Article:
When I was a kid, the only notion of television addiction was humorously personified by the cowboy clad, TV obsessed "Mike Teevee" in the 1971 film, Willy Wonka and the Chocolate Factory. In contrast to today’s countless channels and 24-hours-a-day broadcasting, we only had three channels, no remote control, and the television stations went off air at the end of the day!
These days, superfluous television watching à la Mike Teevee has become the norm. According to the A.C. Nielsen Company, the average American watches more than 4 hours of television a day, equalling 28 hours a week or 2 months of non-stop TV viewing. If you live to be 65, you’ll have accumulated 9 years of having been glued to the television. Now, with on-demand internet streaming services like Netflix, there has been a rise in the phenomenon of binge watching, in which two to six episodes of the same television show is viewed in one sitting.
Studies have found that people who call themselves "television addicts" watch twice as much as the average viewer. In fact, one study found that self-described addicts watched an average of 56 hours a week, and that 2 to 12% of viewers see themselves as addicted, feeling unhappy watching as much as they do, yet seem powerless to stop themselves.
Going TV free
Each year, I like to observe Lent, a season in which I'd abstain from one habit. In 2006, I chose to forego watching television, prompted by the fact that I’d been spending entire Saturdays laying on the couch, marathon watching episodes of Law & Order. I'd always feel so guilty, painfully aware that I’d frittered away my entire day doing something so soul sucking, but would then go and do it again the following weekend.
As the Lent season wore on, I found that I didn’t really miss television all that much. Deciding to get rid of TV altogether, I cancelled my cable service and gave away my TV set. Ironically, I worked in television production at this time, and was expected to watch television to stay current with the latest topics and trends. Yet, being TV free was so liberating! I got stuff done, read more books, exercised faithfully, had a flourishing social life, and got more sleep!
At present, I am no longer TV free, but I always try to stay mindful about keeping my television watching habits in check!
Overcoming television addiction
How do you beat something so alluring and addictive as television? If you feel your TV viewing habits are consuming your life, and you’re really wanting to make a change, here are some strategies that can be effective for curbing your cravings:
Admit to yourself that you have a problem
Ignoring the problem or pretending that it doesn’t exist won’t make it go away. Like other addictions, the compulsion to watch is gradual, gaining more control over your thoughts and actions, and ultimately stealing time that could have spent on better things. Consider whether you’re using TV to avoid something more challenging, more uncomfortable, like work, exercise or relationships. The addiction fulfills the compulsion to run towards comfort and away from discomfort.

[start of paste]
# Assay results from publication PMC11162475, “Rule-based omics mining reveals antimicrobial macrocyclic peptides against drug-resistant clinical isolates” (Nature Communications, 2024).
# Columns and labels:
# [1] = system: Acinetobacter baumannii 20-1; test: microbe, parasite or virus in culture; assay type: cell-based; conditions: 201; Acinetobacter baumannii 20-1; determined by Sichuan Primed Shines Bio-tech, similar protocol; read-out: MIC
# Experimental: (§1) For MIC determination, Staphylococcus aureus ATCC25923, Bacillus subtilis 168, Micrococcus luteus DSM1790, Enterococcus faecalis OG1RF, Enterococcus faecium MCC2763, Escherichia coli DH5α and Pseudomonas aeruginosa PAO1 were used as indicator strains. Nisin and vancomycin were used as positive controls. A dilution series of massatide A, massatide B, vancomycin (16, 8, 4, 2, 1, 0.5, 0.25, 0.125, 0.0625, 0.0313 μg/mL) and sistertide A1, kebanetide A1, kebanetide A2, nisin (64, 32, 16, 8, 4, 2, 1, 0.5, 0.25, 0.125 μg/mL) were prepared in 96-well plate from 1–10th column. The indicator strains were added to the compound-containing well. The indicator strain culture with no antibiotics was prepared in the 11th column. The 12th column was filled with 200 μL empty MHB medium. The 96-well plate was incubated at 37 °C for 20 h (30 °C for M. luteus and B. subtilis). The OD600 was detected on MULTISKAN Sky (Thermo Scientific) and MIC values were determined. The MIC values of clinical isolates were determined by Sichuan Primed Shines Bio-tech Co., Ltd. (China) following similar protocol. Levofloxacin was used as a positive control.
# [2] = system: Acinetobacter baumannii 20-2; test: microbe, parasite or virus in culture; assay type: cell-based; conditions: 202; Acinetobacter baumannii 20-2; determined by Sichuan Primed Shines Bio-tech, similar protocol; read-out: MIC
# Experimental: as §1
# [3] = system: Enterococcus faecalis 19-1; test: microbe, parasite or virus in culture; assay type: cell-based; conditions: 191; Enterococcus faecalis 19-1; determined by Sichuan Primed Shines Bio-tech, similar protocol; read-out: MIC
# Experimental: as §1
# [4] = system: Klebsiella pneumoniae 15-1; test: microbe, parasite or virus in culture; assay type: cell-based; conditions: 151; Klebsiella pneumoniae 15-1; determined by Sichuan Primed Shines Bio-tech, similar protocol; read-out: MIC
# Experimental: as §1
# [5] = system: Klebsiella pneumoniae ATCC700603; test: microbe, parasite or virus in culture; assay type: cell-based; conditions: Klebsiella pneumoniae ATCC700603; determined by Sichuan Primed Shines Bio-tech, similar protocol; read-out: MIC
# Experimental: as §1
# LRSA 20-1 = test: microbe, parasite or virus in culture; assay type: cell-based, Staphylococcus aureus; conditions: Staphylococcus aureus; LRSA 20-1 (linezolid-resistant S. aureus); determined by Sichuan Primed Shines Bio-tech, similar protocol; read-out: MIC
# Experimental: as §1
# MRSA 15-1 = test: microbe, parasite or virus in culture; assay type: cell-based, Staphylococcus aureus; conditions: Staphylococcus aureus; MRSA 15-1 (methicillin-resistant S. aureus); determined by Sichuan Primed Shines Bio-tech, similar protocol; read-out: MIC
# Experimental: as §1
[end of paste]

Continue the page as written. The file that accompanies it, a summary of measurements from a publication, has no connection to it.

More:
Assess the of the extent of your addiction
Keep track of how much television you are actually watching, even if you have to keep a written log the hours you’ve spent sat in front of the screen. Increase awareness of your motivation to watch by asking yourself these questions:
By watching the usual 4 hours of television this evening, will I feel any happier, healthier, or more fulfilled in the morning?
If I only watch 1 hour of television this evening, will I feel any less happy, healthy, or fulfilled in the morning?
Apart of short term entertainment and relaxation, what do I really get out of it?
When you gain the realization that you can turn off the television by a certain time at night and leave it off, it frees up a lot of time which you can use however you like. Plus, you’ll get a better night’s sleep!
Wean off gradually
To overcome your television addiction, try giving up watching for one evening, or one day of the week. At first, you may feel the tug of resistance, but keep telling yourself that “it’s just one day.” To avoid feeling tempted to reach for the remote, plan ahead by scheduling other activities to keep yourself occupied. Once you feel confident that you can go without television for one day without consequence, increase to two days a week, or for a entire weekend.
Use your time effectively
Nobody on their deathbed ever wished they’d spent more of their life watching television! Life is precious and not to be wasted! Think about what is important to you and that you only have a limited time in this life to do things that really matter. Instead of squandering your time bathed in the glow of the TV, explore new ways to spend your time. Go learn something new, acquire a new skill, take up a new hobby, make new friends, foster the ones you already have, or finish that project you left incomplete! Live your life consciously by deciding how you want to spend your time.
Remember, the alternatives to watching television are limited only by your imagination and willingness to move out of your comfort zone!